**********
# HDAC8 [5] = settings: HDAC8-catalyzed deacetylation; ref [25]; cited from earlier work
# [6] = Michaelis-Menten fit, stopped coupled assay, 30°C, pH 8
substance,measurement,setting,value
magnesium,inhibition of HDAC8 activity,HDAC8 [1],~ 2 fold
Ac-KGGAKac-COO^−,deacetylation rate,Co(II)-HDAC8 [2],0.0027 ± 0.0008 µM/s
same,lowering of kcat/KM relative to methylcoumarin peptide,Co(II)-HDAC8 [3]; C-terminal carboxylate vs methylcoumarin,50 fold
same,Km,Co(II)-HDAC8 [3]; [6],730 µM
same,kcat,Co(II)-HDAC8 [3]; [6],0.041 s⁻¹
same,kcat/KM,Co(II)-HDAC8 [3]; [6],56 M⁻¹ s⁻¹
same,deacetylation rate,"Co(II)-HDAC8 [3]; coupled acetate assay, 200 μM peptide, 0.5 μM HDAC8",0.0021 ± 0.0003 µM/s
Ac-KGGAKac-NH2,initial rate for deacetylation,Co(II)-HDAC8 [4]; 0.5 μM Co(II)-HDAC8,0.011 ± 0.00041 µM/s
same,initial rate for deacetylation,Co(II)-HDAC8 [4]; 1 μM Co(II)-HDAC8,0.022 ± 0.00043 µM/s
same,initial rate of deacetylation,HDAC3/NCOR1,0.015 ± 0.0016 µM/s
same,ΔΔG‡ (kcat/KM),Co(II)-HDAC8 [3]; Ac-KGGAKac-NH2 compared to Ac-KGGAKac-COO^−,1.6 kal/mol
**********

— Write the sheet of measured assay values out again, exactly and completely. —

# HDAC8 [5] = settings: HDAC8-catalyzed deacetylation; ref [25]; cited from earlier work
# [6] = Michaelis-Menten fit, stopped coupled assay, 30°C, pH 8
substance,measurement,setting,value
magnesium,inhibition of HDAC8 activity,HDAC8 [1],~ 2 fold
Ac-KGGAKac-COO^−,deacetylation rate,Co(II)-HDAC8 [2],0.0027 ± 0.0008 µM/s
same,lowering of kcat/KM relative to methylcoumarin peptide,Co(II)-HDAC8 [3]; C-terminal carboxylate vs methylcoumarin,50 fold
same,Km,Co(II)-HDAC8 [3]; [6],730 µM
same,kcat,Co(II)-HDAC8 [3]; [6],0.041 s⁻¹
same,kcat/KM,Co(II)-HDAC8 [3]; [6],56 M⁻¹ s⁻¹
same,deacetylation rate,"Co(II)-HDAC8 [3]; coupled acetate assay, 200 μM peptide, 0.5 μM HDAC8",0.0021 ± 0.0003 µM/s
Ac-KGGAKac-NH2,initial rate for deacetylation,Co(II)-HDAC8 [4]; 0.5 μM Co(II)-HDAC8,0.011 ± 0.00041 µM/s
same,initial rate for deacetylation,Co(II)-HDAC8 [4]; 1 μM Co(II)-HDAC8,0.022 ± 0.00043 µM/s
same,initial rate of deacetylation,HDAC3/NCOR1,0.015 ± 0.0016 µM/s
same,ΔΔG‡ (kcat/KM),Co(II)-HDAC8 [3]; Ac-KGGAKac-NH2 compared to Ac-KGGAKac-COO^−,1.6 kal/mol